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The Alentejo region of Portugal is secluded from the rest of Portugal by the vast Tagus River. Vacationers and travelers wishing to explore a diverse, historical, and scenic part of the world will find this destination to be rich in culture, entertainment, and breathtaking scenery.
Explore the Alentejo region
Alentejo literally translates to “Beyond the Tagus” and is located in the dense and balmy area extending to the southern ends of Portugal and bordering on the Algarve region which is lush in seafood and fruit production.
Experiencing the countryside
Whether you are on a photography tour, a leisurely vacation of exploring the countryside, or hiking the many trails of Alentejo, the seemingly endless options will unfold before your eyes, providing various routes and ways to access this grand region. Gentle winding hills and valleys provide a topographical dream as you wander through this area with backpack and camera in hand.
The sweeping hillsides, rich in olive trees and massive cork oaks, provide a naturally decorated land still rugged and free from the trappings of modern intrusion. The historic enthusiast and explorer will be drawn to the medieval villages within one of the nature park areas. Other nature park areas offer nearly uninhabited surroundings where visitors can explore the natural landscape and pastoral scenery. The water-lover will be drawn to the wild and breathtaking costal shore for fishing, sailing, and swimming.
Places to Visit in Alentejo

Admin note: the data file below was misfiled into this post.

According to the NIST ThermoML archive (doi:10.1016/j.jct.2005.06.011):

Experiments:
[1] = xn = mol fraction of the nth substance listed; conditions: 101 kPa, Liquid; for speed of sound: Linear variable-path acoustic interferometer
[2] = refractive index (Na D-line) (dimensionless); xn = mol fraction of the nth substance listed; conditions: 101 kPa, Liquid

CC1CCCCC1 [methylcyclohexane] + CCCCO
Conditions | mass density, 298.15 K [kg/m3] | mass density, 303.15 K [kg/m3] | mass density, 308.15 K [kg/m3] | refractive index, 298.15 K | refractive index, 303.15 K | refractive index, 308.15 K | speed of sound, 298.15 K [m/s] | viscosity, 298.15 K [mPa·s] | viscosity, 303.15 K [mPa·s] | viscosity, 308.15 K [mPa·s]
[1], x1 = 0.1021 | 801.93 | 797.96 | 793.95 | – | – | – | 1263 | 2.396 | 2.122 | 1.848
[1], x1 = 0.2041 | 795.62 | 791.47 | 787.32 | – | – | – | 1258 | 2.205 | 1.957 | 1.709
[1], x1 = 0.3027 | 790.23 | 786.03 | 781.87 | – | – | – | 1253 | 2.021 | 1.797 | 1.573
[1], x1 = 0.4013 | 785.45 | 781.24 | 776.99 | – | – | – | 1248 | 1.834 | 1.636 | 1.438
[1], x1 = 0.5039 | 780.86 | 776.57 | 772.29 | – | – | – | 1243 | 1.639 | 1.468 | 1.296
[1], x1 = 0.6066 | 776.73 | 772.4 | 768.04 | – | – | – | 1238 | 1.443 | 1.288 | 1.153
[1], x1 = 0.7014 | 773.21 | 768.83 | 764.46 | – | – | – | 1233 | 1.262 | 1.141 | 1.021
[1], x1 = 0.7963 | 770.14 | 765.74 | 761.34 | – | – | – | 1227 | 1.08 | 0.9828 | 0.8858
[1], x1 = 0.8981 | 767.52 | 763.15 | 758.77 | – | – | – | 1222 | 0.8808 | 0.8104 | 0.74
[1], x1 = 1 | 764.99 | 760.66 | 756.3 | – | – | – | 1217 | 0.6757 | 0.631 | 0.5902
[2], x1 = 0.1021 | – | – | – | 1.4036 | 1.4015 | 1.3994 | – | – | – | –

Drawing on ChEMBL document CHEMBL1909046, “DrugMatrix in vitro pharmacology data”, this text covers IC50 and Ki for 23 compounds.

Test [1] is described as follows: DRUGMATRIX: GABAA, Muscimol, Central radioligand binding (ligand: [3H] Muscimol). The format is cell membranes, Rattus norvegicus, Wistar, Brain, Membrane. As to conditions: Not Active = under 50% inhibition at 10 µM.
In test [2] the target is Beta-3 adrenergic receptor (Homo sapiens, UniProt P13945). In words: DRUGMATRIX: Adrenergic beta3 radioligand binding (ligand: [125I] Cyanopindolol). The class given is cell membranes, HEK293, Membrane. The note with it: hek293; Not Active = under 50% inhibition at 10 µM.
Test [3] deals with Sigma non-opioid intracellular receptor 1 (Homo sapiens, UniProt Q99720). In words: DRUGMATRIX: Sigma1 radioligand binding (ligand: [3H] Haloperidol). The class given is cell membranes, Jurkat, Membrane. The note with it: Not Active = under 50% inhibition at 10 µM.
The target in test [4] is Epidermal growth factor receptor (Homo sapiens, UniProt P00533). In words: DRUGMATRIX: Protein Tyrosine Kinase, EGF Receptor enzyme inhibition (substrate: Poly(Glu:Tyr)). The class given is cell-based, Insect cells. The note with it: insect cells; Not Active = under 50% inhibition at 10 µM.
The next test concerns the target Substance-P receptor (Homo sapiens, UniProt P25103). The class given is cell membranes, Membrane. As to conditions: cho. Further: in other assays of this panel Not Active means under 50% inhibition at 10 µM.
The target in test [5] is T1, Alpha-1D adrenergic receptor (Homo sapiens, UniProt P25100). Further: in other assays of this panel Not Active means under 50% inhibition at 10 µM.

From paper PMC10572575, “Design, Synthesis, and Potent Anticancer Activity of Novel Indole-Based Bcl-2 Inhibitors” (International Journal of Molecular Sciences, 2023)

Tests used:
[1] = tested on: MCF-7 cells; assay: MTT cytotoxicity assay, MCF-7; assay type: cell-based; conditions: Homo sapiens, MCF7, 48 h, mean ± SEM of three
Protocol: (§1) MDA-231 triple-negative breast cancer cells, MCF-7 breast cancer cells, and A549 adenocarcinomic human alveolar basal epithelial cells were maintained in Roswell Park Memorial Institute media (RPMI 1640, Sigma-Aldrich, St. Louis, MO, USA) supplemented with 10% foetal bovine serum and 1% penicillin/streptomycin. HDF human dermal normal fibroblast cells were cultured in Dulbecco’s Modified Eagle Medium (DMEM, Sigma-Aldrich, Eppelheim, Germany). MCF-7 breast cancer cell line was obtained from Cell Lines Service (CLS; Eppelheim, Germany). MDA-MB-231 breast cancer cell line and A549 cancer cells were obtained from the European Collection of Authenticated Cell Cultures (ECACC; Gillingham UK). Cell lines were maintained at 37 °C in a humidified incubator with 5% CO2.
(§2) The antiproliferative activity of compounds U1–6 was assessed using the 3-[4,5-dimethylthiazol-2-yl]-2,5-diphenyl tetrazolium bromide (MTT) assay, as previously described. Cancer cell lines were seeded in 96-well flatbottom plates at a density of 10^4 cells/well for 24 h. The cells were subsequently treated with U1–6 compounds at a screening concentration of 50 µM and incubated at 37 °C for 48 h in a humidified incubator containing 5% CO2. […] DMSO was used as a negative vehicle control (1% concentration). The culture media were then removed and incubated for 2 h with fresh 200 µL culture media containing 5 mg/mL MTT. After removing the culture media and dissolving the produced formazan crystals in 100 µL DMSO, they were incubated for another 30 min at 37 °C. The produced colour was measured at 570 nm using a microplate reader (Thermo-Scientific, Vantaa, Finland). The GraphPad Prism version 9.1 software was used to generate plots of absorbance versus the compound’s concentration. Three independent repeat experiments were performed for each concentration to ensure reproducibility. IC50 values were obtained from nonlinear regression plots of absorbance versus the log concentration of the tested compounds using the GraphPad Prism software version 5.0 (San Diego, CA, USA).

Alentejo is home to two historic cities listed as World Heritage Sites, Elvas and Evora. The walled towns of Marvao and Monsaraz should not be missed.
This is a quiet and peaceful region and this slow pace of life is reflected in the leisurely pace of the smaller towns in the region. Almodovar in the Beja district to the south of Alentejo is a typical example. Alcacer do Sal is a pretty town on the edge of the river Sedo.
Dining in Alentejo
The culinary connoisseur will not be disappointed with the ethnic and traditional food of this acclaimed region of Portugal. Dependent upon the land and its natural resources as the main boost for the economy, the person who loves to dine will be thrilled with the locally made cheeses, wines, and variety of smoked meats.
Food is best when fresh and fresh is what you’ll get when you browse through the decadent bistros, restaurants and cafes spotted throughout the villages and main cities of the Alentejo region. From fresh seafood right from the coast to savory meats of beef, pork, and lamb, along with locally-made olive oils used for natural cooking and seasoning, your palette will be sure to explode with delight as you wash it all down with a succulent bottle of wine from a nearby vineyard.
Guided tours in Alentejo
You’ll discover a diverse array of guided tours to please even the most demanding traveler. From driving tours throughout the countryside to walking tours available in the most well-know cities, Serpa and Moura, Alentejo enthusiasts will enjoy the pastoral views combined with the exquisite shopping available. Local merchants line the streets ready to barter with people passing by with handmade crafts, leatherwork, boutique gifts, and native, traditional handmade clothes and jewelry.
Guided tours are also available to the wine-lover in the massive and sweeping vineyards of historic Alentejo. Grapevines for as far as the eye can see as the sun sets over the rolling hills provides subjects that photographers dream of. You may choose to tour through abandoned castles and ancient Roman-reminiscent architecture and ruins, or you may opt for a wine-tasting tour to exhilarate your senses. Whatever you choose to do in Alentejo, you’ll find yourself wishing there are more hours in the day to be able to cover it all on your vacation.